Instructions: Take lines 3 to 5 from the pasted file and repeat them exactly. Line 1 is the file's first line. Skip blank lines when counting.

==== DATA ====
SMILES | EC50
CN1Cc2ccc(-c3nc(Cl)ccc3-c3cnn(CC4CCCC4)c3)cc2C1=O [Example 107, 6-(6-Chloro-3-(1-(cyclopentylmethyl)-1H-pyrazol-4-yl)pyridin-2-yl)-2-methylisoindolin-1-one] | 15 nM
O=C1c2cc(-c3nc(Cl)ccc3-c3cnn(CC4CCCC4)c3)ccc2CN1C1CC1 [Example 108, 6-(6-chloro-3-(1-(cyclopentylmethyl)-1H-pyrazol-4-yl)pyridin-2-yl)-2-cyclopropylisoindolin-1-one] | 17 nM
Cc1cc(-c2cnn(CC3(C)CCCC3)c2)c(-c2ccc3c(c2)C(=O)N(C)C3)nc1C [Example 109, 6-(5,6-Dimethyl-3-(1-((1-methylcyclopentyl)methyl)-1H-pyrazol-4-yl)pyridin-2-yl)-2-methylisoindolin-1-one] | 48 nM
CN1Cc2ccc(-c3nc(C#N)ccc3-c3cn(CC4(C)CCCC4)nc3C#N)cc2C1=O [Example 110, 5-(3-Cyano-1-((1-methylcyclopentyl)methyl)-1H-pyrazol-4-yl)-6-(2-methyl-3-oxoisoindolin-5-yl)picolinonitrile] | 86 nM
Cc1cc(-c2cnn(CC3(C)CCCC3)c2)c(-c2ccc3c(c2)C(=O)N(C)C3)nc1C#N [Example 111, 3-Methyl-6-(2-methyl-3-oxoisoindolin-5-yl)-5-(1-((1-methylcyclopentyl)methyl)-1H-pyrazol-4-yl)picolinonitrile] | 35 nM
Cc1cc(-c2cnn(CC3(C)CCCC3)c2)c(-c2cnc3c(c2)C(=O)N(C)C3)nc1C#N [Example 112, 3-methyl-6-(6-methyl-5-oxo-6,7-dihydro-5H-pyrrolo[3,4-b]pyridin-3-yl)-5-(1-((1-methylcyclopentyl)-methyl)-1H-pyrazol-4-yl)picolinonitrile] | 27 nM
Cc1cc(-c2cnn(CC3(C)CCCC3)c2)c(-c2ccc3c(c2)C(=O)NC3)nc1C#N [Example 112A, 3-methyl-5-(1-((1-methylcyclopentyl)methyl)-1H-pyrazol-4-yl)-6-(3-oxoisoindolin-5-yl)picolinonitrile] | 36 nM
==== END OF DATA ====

O=C1c2cc(-c3nc(Cl)ccc3-c3cnn(CC4CCCC4)c3)ccc2CN1C1CC1 [Example 108, 6-(6-chloro-3-(1-(cyclopentylmethyl)-1H-pyrazol-4-yl)pyridin-2-yl)-2-cyclopropylisoindolin-1-one] | 17 nM
Cc1cc(-c2cnn(CC3(C)CCCC3)c2)c(-c2ccc3c(c2)C(=O)N(C)C3)nc1C [Example 109, 6-(5,6-Dimethyl-3-(1-((1-methylcyclopentyl)methyl)-1H-pyrazol-4-yl)pyridin-2-yl)-2-methylisoindolin-1-one] | 48 nM
CN1Cc2ccc(-c3nc(C#N)ccc3-c3cn(CC4(C)CCCC4)nc3C#N)cc2C1=O [Example 110, 5-(3-Cyano-1-((1-methylcyclopentyl)methyl)-1H-pyrazol-4-yl)-6-(2-methyl-3-oxoisoindolin-5-yl)picolinonitrile] | 86 nM